Clearly, a 2.7m shared path constrained by railings was completely inadequate for the large number of pedestrians and cyclists wanting to use the bridge. Further, it became apparent that the crossing to Brisbane Square would be removed, so pedestrians and cyclists squashing on to the upstream footpath would only be able to access the CBD via a long diversion to Adelaide St. We began to wonder whether there was any thought being given to active transport planning at all.
Fortunately, local Greens Councillor Jonathan Sri, representing The Gabba Ward was on the case, helping us to organise a protest ride and “die-in” on the bridge in July 2017. As hoped, that helped bring attention to the issue of poor cycling safety and poor active transport planning. (See reports on 7 News and Nine News)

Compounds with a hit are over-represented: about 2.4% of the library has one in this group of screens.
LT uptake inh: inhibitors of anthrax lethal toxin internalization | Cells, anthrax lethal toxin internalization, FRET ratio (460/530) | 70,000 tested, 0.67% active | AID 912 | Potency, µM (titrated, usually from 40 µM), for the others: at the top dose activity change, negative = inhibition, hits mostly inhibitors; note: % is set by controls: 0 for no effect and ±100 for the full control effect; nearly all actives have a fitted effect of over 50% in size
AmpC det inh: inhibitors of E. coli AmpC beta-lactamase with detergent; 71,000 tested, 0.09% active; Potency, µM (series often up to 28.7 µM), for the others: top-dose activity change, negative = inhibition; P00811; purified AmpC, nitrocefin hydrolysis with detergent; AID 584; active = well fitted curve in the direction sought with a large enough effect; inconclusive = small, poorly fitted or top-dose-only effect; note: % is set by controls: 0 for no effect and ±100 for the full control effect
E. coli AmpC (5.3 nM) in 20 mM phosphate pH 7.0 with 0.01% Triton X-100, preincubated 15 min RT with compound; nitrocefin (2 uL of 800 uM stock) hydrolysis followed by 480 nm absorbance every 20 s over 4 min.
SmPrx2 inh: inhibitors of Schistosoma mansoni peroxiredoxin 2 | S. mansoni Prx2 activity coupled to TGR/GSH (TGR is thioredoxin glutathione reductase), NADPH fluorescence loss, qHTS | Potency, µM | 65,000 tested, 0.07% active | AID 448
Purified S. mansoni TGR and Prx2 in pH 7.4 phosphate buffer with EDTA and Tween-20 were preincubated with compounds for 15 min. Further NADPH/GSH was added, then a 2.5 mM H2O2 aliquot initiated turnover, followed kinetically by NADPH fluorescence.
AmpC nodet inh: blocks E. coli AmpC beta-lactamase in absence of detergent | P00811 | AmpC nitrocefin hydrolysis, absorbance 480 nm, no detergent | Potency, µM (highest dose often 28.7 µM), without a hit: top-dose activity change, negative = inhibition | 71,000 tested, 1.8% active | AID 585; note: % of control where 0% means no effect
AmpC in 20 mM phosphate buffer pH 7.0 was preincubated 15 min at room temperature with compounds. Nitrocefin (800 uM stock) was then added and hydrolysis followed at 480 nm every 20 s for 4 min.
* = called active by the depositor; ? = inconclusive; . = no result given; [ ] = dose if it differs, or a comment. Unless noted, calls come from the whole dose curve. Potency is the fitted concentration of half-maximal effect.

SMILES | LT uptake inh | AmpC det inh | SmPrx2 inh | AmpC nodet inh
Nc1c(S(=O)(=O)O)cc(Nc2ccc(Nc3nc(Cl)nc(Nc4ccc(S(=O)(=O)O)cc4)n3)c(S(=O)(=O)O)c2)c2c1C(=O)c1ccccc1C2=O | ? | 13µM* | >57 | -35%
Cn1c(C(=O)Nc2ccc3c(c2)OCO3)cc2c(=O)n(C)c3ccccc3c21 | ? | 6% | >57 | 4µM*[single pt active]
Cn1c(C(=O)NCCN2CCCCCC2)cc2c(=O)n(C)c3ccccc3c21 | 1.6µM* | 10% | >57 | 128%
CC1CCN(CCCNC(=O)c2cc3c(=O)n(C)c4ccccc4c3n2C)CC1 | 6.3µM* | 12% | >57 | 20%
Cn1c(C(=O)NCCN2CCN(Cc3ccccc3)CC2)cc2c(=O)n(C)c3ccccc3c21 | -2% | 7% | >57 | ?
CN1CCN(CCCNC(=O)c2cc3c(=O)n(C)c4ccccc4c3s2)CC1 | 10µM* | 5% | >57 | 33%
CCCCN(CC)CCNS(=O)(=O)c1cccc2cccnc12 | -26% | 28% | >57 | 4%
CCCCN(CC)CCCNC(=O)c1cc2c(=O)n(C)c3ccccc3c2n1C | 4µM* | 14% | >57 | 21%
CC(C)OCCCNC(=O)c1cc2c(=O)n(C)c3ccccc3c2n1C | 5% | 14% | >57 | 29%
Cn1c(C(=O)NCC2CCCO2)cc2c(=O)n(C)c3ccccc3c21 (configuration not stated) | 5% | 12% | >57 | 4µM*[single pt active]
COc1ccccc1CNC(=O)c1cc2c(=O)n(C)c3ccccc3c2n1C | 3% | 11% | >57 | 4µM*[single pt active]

In Council’s meeting on 31 October 2017, Councillors Jared Cassidy and Jonathan Sri asked further questions about Victoria Bridge, noting that the latest Brisbane Metro plan would see cycle traffic mixed with pedestrians on a narrow shared path, in contrast to the Deputy Mayor’s position that bicycle and pedestrian traffic should be separated wherever possible on busy routes.
At that time, the Deputy Mayor was optimistic that Council, the Queensland Government, and Queens Wharf developers would be able to work together to achieve a solution to the bridge problem that would be positive for active transport between South Bank and the CBD. We hope that optimism still holds!
The Victoria Bridge is the most direct link between the CBD and South Bank, and also has the most cycle-friendly gradient. For the sake of all ages and abilities cycling (AAA), and for the comfort and convenience of the thousands of pedestrians who use it daily, we cannot afford to compromise bicycle access on this bridge.